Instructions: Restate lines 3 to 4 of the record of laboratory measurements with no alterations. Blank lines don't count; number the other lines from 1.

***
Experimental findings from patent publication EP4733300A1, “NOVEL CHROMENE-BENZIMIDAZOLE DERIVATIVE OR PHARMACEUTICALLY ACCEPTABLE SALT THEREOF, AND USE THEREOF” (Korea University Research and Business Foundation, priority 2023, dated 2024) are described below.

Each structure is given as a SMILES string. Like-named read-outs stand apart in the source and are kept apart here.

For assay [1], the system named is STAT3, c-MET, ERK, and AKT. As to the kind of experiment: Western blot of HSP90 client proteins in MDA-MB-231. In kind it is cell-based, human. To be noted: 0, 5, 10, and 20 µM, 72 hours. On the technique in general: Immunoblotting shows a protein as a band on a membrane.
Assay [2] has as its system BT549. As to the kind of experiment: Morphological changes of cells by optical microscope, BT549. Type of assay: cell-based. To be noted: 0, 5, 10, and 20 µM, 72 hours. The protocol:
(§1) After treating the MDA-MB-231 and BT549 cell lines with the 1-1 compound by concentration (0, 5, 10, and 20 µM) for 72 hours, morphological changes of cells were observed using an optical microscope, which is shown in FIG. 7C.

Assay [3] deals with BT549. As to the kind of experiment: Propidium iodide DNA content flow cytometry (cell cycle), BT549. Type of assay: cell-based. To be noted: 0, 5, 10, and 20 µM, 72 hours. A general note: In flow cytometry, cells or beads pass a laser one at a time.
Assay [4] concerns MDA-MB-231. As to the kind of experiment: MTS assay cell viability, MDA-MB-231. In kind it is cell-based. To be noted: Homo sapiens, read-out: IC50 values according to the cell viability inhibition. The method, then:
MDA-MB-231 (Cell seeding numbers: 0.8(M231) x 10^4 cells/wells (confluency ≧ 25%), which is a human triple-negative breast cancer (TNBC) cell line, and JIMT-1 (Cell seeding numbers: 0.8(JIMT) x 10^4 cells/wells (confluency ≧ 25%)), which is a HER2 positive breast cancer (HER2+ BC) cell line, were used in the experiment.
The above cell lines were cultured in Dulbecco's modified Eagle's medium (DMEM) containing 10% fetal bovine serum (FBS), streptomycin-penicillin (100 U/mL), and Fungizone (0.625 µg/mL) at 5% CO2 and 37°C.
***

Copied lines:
For assay [1], the system named is STAT3, c-MET, ERK, and AKT. As to the kind of experiment: Western blot of HSP90 client proteins in MDA-MB-231. In kind it is cell-based, human. To be noted: 0, 5, 10, and 20 µM, 72 hours. On the technique in general: Immunoblotting shows a protein as a band on a membrane.
Assay [2] has as its system BT549. As to the kind of experiment: Morphological changes of cells by optical microscope, BT549. Type of assay: cell-based. To be noted: 0, 5, 10, and 20 µM, 72 hours. The protocol: